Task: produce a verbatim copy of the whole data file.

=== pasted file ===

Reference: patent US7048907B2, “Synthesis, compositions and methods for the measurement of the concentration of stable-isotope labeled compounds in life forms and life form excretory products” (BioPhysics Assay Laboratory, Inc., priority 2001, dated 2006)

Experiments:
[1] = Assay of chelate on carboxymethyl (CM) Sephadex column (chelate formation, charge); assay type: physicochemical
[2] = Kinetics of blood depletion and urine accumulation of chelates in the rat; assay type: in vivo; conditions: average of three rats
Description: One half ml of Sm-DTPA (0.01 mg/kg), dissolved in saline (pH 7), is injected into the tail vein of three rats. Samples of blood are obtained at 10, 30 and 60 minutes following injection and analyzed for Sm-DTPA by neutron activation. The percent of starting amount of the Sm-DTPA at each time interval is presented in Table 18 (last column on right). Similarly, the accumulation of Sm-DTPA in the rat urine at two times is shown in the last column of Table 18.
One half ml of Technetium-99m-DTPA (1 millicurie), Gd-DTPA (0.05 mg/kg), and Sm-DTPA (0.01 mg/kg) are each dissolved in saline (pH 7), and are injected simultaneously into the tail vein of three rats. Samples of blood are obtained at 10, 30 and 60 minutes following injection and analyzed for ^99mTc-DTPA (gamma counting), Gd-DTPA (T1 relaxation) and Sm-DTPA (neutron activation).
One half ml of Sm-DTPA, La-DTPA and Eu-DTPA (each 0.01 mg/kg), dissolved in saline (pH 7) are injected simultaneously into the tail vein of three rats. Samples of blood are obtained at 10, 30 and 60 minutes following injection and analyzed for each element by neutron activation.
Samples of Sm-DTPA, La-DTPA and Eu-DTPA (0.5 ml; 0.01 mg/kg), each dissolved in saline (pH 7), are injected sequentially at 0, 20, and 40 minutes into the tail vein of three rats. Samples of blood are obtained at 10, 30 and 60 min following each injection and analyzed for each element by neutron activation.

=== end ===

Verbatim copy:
Reference: patent US7048907B2, “Synthesis, compositions and methods for the measurement of the concentration of stable-isotope labeled compounds in life forms and life form excretory products” (BioPhysics Assay Laboratory, Inc., priority 2001, dated 2006)

Experiments:
[1] = Assay of chelate on carboxymethyl (CM) Sephadex column (chelate formation, charge); assay type: physicochemical
[2] = Kinetics of blood depletion and urine accumulation of chelates in the rat; assay type: in vivo; conditions: average of three rats
Description: One half ml of Sm-DTPA (0.01 mg/kg), dissolved in saline (pH 7), is injected into the tail vein of three rats. Samples of blood are obtained at 10, 30 and 60 minutes following injection and analyzed for Sm-DTPA by neutron activation. The percent of starting amount of the Sm-DTPA at each time interval is presented in Table 18 (last column on right). Similarly, the accumulation of Sm-DTPA in the rat urine at two times is shown in the last column of Table 18.
One half ml of Technetium-99m-DTPA (1 millicurie), Gd-DTPA (0.05 mg/kg), and Sm-DTPA (0.01 mg/kg) are each dissolved in saline (pH 7), and are injected simultaneously into the tail vein of three rats. Samples of blood are obtained at 10, 30 and 60 minutes following injection and analyzed for ^99mTc-DTPA (gamma counting), Gd-DTPA (T1 relaxation) and Sm-DTPA (neutron activation).
One half ml of Sm-DTPA, La-DTPA and Eu-DTPA (each 0.01 mg/kg), dissolved in saline (pH 7) are injected simultaneously into the tail vein of three rats. Samples of blood are obtained at 10, 30 and 60 minutes following injection and analyzed for each element by neutron activation.
Samples of Sm-DTPA, La-DTPA and Eu-DTPA (0.5 ml; 0.01 mg/kg), each dissolved in saline (pH 7), are injected sequentially at 0, 20, and 40 minutes into the tail vein of three rats. Samples of blood are obtained at 10, 30 and 60 min following each injection and analyzed for each element by neutron activation.